We’ve been so encouraged by all the cards, emails, messages, texts and phone calls. Sometimes I feel like I’m prayed out and that I just can’t pray any more. It’s a blessing to know that so many others are standing in the gap for us, lifting Noah to the Lord when we feel like we can’t say anything else. We are deeply grateful.
We moved into the Habitat for Hope house today, and all the kids are thrilled. They’ve already made friends with the boys who live here, and Emmalee has made friends with the horses.
“It’s going to be an adventure,” she said when I asked her how she liked the place. “This may be my best vacation ever.”
Noah has been feeling great. He had a long day of chemo treatments at the hospital yesterday, but today we only had a short visit for lab work. Tomorrow will be a short visit as well.
A few prayer requests:
1. Please continue to pray for Noah’s upcoming MRD test, which is scheduled for Friday. We’re hoping for an MRD of less than 1 percent and are praying for one of less than .01 percent. This would be a tremendous indicator of how well Noah is responding to the chemo.
2. Pray for Sarah as she gets us settled into things here at the Hope house, and as she begins to figure out how to get back into some semblance of schooling for our kids.
3. Pray for me about work. The spring semester starts on Thursday, and I’m teaching two classes. I still have much prep work that needs to be done before then, and I need some focus, concentration and large chunks of time to get everything in order for my students.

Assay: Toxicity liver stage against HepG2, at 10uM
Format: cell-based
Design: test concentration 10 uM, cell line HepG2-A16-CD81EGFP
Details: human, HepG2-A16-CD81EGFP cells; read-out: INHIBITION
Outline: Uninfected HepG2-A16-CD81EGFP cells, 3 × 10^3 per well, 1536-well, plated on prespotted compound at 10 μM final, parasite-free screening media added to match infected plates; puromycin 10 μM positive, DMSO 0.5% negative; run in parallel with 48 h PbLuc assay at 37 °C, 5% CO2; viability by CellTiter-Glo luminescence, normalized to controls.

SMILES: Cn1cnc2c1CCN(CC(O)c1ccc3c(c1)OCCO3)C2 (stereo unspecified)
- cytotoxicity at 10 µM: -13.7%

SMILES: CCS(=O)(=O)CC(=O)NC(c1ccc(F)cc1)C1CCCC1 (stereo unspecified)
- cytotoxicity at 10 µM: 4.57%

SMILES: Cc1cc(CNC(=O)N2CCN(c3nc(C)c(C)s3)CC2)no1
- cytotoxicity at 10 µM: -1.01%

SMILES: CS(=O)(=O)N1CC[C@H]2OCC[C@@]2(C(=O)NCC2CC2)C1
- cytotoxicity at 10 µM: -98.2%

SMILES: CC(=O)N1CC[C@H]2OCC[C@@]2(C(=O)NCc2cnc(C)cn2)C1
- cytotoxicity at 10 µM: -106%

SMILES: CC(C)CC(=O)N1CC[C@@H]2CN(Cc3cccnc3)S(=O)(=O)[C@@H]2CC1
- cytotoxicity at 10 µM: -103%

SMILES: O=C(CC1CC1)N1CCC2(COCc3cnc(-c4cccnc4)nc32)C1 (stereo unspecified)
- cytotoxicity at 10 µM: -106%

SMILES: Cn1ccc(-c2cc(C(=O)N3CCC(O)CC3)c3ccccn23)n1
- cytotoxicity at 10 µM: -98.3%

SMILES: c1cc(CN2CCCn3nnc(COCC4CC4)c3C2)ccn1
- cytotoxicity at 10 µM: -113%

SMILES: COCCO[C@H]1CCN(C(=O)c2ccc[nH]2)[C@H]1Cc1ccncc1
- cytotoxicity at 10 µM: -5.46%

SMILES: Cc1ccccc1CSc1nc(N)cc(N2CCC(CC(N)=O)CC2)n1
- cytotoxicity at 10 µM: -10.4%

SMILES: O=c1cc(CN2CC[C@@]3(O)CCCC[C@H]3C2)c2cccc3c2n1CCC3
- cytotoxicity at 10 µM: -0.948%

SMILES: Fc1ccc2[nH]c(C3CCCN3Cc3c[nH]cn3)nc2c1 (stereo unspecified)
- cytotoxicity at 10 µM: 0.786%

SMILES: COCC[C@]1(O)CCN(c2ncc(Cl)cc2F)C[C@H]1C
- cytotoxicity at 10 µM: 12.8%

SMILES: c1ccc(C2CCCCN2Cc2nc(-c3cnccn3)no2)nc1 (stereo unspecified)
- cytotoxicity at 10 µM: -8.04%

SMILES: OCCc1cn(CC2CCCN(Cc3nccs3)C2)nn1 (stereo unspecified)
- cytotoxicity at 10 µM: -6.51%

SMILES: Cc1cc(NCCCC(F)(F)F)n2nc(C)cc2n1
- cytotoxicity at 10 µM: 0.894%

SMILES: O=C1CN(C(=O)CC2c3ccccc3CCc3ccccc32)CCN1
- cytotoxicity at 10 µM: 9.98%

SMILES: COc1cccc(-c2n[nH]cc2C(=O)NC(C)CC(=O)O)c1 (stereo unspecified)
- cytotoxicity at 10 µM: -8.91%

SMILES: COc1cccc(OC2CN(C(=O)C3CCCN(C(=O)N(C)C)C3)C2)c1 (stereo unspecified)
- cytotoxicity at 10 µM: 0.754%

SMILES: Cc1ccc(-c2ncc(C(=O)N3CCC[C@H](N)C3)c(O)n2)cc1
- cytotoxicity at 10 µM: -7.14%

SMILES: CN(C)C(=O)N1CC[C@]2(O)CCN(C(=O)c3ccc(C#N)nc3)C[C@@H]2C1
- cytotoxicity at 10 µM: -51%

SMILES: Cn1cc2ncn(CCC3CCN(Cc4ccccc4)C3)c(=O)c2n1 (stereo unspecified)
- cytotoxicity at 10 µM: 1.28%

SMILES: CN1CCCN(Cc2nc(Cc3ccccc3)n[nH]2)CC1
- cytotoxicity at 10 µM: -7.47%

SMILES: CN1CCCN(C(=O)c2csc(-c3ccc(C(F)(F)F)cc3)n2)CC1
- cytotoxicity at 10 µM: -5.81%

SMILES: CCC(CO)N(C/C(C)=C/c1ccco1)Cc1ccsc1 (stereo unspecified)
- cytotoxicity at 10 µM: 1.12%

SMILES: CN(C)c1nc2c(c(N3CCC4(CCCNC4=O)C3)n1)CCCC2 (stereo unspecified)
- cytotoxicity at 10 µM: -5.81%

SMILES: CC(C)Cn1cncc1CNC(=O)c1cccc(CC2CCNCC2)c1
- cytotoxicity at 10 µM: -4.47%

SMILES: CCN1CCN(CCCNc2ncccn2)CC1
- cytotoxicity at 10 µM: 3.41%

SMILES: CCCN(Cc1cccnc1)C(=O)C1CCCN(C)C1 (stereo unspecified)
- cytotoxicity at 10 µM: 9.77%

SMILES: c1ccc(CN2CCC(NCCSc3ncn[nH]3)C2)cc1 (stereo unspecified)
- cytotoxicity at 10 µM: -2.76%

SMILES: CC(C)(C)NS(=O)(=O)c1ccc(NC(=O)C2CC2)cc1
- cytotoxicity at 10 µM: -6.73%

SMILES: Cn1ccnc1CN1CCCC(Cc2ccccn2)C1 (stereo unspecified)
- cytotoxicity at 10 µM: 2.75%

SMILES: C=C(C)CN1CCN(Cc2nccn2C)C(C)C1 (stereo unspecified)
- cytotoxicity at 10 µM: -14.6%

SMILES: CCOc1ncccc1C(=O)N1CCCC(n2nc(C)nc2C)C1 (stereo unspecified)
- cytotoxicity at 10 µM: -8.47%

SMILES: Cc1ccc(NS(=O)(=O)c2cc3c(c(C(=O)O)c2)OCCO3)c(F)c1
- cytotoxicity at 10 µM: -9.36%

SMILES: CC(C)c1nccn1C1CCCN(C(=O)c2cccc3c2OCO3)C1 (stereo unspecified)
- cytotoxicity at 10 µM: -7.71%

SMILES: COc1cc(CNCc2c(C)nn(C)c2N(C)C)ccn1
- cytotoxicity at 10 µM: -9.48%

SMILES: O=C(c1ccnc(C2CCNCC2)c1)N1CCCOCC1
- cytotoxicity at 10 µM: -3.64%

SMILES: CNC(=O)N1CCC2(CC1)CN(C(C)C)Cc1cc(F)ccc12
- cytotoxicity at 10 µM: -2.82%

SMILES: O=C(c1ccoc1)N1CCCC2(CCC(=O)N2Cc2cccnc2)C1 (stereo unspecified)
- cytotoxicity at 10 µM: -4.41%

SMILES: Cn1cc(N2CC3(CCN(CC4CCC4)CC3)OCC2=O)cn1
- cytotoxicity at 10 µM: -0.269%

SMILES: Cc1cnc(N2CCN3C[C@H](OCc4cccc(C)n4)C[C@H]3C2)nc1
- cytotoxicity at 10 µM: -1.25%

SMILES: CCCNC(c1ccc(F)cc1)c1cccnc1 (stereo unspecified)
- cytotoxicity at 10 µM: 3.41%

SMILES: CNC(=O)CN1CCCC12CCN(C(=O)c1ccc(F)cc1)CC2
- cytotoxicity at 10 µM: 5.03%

Many people have asked about what they can do to help us during this time and in the days ahead. We are so grateful for your generosity. We are blessed that our care at St. Jude will not cost us anything, and St. Jude even provides us with some weekly support for groceries. Our church has also been a blessing to us and has helped us greatly during this time.
However, we know that there will be several incidental expenses in the many months to come. If you’d like to provide any financial support, there are a couple of ways for you to do so:
1. You can send a check payable to our church, Cornerstone Community Church, and simply put “Noah Ellsworth” in the memo line. The address is: Cornerstone Community Church, 3720 N. Highland Ave., Jackson, TN 38305.
2. A second way to give is through the Noah Ellsworth Charitable Fund, which has been established with the West Tennessee Healthcare Foundation. You can make a gift online through this website, simply putting “Noah Ellsworth Charitable Fund” in the “Designation” field. Checks may also be sent to: West Tennessee Healthcare Foundation, 620 Skyline Dr., Jackson, TN 38301 (with “Noah Ellsworth Charitable Fund” in the memo line).
Thank you so much for your kindness, your concern and your prayers. The Lord has led us through this storm thus far, and we know that he will be faithful to us in the future.